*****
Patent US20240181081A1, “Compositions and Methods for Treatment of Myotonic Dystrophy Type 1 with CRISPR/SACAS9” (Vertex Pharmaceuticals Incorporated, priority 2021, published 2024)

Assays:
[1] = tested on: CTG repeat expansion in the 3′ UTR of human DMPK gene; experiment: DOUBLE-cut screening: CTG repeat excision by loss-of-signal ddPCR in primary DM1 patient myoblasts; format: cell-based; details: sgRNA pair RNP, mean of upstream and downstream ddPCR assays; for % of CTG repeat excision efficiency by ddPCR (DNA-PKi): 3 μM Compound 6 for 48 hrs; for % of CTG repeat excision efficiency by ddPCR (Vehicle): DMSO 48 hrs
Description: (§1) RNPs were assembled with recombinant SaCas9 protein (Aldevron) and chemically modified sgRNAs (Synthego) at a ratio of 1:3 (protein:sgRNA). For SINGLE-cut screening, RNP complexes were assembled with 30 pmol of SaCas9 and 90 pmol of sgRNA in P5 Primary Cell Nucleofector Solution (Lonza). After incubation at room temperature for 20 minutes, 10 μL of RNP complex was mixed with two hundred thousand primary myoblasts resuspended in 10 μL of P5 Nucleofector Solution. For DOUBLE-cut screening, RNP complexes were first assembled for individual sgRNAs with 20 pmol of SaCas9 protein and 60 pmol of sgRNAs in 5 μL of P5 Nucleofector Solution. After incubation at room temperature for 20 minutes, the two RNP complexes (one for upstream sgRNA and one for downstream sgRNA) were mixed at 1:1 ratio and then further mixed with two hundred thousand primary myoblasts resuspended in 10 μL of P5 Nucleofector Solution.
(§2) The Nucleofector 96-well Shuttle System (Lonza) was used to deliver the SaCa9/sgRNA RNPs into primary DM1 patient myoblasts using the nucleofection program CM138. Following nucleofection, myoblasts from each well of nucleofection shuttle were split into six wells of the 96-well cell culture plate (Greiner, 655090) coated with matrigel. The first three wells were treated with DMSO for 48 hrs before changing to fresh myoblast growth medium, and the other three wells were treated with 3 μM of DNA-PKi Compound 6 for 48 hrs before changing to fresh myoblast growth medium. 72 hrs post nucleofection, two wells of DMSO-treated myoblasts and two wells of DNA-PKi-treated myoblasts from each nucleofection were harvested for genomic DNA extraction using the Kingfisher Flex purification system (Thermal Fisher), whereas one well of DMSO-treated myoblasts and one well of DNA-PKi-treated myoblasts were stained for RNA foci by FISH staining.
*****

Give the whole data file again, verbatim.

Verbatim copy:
Patent US20240181081A1, “Compositions and Methods for Treatment of Myotonic Dystrophy Type 1 with CRISPR/SACAS9” (Vertex Pharmaceuticals Incorporated, priority 2021, published 2024)

Assays:
[1] = tested on: CTG repeat expansion in the 3′ UTR of human DMPK gene; experiment: DOUBLE-cut screening: CTG repeat excision by loss-of-signal ddPCR in primary DM1 patient myoblasts; format: cell-based; details: sgRNA pair RNP, mean of upstream and downstream ddPCR assays; for % of CTG repeat excision efficiency by ddPCR (DNA-PKi): 3 μM Compound 6 for 48 hrs; for % of CTG repeat excision efficiency by ddPCR (Vehicle): DMSO 48 hrs
Description: (§1) RNPs were assembled with recombinant SaCas9 protein (Aldevron) and chemically modified sgRNAs (Synthego) at a ratio of 1:3 (protein:sgRNA). For SINGLE-cut screening, RNP complexes were assembled with 30 pmol of SaCas9 and 90 pmol of sgRNA in P5 Primary Cell Nucleofector Solution (Lonza). After incubation at room temperature for 20 minutes, 10 μL of RNP complex was mixed with two hundred thousand primary myoblasts resuspended in 10 μL of P5 Nucleofector Solution. For DOUBLE-cut screening, RNP complexes were first assembled for individual sgRNAs with 20 pmol of SaCas9 protein and 60 pmol of sgRNAs in 5 μL of P5 Nucleofector Solution. After incubation at room temperature for 20 minutes, the two RNP complexes (one for upstream sgRNA and one for downstream sgRNA) were mixed at 1:1 ratio and then further mixed with two hundred thousand primary myoblasts resuspended in 10 μL of P5 Nucleofector Solution.
(§2) The Nucleofector 96-well Shuttle System (Lonza) was used to deliver the SaCa9/sgRNA RNPs into primary DM1 patient myoblasts using the nucleofection program CM138. Following nucleofection, myoblasts from each well of nucleofection shuttle were split into six wells of the 96-well cell culture plate (Greiner, 655090) coated with matrigel. The first three wells were treated with DMSO for 48 hrs before changing to fresh myoblast growth medium, and the other three wells were treated with 3 μM of DNA-PKi Compound 6 for 48 hrs before changing to fresh myoblast growth medium. 72 hrs post nucleofection, two wells of DMSO-treated myoblasts and two wells of DNA-PKi-treated myoblasts from each nucleofection were harvested for genomic DNA extraction using the Kingfisher Flex purification system (Thermal Fisher), whereas one well of DMSO-treated myoblasts and one well of DNA-PKi-treated myoblasts were stained for RNA foci by FISH staining.